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3 Movement Lessons You Could Take From Children


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There are lessons on movement that we can take from the generation that is still learning how to function in a world that we are so used to navigating.  Here are three lessons that we could learn from them.

  1. Explore your world on your hands and knees

Generally speaking, children crawl, scoot and move around their world on their hands and knees before they can walk. When is the last time you have been down there? Crawling itself is a great movement that is great for your entire body including your brain. Perhaps you do cat camels/cow stretch on your own or in yoga class. Take a step further and just move around. Stretch your neck, legs, and torso in ways that can get your vestibular system working on more cylinders. Vestibular what? Viola… watch and learn below.

Explore the Original Strength Youtube page for good material. Also from a trainers standpoint…if you got down to the floor, you have to get back up again! It is important that you practice getting down to the floor and back up again. This is an easy thing to do until it is not, then practice how to do it in ways that your body allows.

     2.  Do what you enjoy doing

Children have a gift of tunnel vision and are in the moment (yes for better or worse sometimes!). They enjoy little things, big things and all kinds of things. How does that pertain to you? You don’t have to follow the crowds and walk into a gym if you are not comfortable there. There are many ways that you can exercise that doesn’t involve going into a large gym. You could think on the smaller scale and look to see if there are some more boutique gyms that have a welcome environment for you to benefit from some personal training from. If any kind and size of gym is not the most welcome to you then try sports leagues like tennis or golf. Running clubs often have running groups for all levels and probably one for certain age brackets too. Think you are too old to run? Ask Ida Kneeling about that…

   3.  Do some unscripted movement

I dare you to turn some energetic music on and see a child not start reacting to it. Dancing is not the only type of movement that can be unscripted. They also run or move their bodies in various ways.  If you have space get outside and get your hands dirty in the garden. Nobody is out there telling you when you move to the next station or how many reps to do when you are doing yard work. However, there are so many functional movements in yard work. If you don’t have space or ability to cultivate some life outside then find ways to move that don’t have to do with the stereotypical aspects of exercise. Volunteer, help build houses, find ways to move that you enjoy and can reconnect with your body.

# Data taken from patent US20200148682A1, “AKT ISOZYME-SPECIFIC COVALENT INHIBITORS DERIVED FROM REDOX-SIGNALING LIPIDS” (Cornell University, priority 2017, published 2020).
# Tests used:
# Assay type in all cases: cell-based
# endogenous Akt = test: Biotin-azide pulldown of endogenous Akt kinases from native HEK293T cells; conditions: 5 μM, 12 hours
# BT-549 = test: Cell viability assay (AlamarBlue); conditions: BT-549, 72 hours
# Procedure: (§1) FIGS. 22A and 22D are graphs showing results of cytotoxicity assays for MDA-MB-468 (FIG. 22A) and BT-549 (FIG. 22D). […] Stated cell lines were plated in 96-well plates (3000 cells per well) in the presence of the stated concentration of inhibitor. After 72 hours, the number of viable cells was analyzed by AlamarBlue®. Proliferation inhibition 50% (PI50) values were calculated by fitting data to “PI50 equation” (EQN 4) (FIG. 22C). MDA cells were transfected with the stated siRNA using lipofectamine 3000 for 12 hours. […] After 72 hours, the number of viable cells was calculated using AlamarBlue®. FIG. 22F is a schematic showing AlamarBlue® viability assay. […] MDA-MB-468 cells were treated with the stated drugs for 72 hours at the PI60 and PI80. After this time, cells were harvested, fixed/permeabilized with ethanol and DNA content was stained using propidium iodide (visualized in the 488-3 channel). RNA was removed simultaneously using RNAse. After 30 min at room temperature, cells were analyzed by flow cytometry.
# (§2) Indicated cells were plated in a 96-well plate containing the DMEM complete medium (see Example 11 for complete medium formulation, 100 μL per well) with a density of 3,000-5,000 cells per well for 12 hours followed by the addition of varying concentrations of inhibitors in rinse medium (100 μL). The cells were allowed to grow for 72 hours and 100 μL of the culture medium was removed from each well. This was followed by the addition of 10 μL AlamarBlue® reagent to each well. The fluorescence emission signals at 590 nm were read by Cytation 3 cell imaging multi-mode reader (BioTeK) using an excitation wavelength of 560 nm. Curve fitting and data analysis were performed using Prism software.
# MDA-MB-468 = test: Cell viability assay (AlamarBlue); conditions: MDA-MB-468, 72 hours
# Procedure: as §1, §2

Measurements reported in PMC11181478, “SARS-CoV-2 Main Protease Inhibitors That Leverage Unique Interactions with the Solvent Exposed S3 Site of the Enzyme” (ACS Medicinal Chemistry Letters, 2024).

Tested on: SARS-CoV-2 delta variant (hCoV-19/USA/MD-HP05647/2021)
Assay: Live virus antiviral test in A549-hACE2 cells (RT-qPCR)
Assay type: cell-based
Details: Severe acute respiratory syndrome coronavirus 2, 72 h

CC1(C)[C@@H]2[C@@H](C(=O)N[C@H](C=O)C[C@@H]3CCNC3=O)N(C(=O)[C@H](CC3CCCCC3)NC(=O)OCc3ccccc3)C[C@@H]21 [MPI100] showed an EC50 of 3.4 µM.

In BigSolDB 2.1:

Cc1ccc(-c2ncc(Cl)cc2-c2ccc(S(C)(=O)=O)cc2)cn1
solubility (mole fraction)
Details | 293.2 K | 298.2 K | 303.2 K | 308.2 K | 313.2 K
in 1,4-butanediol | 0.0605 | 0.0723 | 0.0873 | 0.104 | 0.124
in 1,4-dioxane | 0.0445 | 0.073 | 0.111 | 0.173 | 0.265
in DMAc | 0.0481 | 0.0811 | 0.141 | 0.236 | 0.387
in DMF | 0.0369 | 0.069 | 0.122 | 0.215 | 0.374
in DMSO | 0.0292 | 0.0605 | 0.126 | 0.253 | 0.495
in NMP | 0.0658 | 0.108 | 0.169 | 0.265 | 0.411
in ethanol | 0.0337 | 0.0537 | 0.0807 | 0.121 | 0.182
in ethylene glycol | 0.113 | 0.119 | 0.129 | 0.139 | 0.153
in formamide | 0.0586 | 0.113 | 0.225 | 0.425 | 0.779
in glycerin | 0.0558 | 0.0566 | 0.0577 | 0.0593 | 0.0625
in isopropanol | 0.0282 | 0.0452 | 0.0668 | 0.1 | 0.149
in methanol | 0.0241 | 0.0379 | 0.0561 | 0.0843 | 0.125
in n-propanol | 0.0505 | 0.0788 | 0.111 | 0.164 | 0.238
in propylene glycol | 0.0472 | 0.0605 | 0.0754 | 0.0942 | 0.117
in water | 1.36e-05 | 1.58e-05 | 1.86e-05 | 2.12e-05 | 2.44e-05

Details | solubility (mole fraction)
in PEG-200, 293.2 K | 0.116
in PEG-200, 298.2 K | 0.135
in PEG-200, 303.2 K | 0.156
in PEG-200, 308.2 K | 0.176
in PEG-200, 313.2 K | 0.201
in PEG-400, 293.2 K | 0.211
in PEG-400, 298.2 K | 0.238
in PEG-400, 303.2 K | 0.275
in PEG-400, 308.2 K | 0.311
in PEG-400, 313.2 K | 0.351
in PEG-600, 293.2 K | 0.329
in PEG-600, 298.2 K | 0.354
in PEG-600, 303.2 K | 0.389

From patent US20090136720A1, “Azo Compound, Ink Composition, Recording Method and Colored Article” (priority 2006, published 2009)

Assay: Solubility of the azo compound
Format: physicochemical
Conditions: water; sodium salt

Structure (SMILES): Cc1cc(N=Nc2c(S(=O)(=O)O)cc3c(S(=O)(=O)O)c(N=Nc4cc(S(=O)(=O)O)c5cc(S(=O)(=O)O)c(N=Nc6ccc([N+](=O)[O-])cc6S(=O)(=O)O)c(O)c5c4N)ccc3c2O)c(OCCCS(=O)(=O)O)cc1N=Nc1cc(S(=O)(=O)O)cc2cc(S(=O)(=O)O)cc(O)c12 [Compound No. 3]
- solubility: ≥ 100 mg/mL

Need some more advice from someone older? 🙂

 

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Memories Are Built On Movement


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I was leading a group hike in San Marcos and having a great conversation with a woman that was talking about the amazing experiences she has had in her life. She and I were discussing how important little and big moments are in life. She was and is a vigilant person when it comes to her health and well being.

As we rounded a steep hill and came up on the ridge to see the sun burning off the morning fog I was talking about how she was able to what she enjoyed doing. She would not be able to have so many memorable moments in her life sitting in her house. She had to physically move. She had to perform simple and complex movements not only for everyday life activities but other ones that facilitate what she did for work and for enjoyment.

There are times in our life where our focus is on movement. When we are younger it is a learning process discovering our world. Then as we get a bit older and playing is a large part of our development we move in so many ways. As adults, both parts may fall off where jobs, careers or raising a family can become our priority. Injuries sharpen our attention on our bodies as to what we are unable to do or are aware of pain when moving in certain ways.

I challenge you – be more aware of how much movement is a part of your life. It should not have to take injury or pain for you to recognize this. Making this connection is a step in the direction to practice better ways of moving. Sitting back and not being proactive can lead to restrictions on what you can physically do. As you find ways to improve how you move that not only facilitates better movements…but also more memories!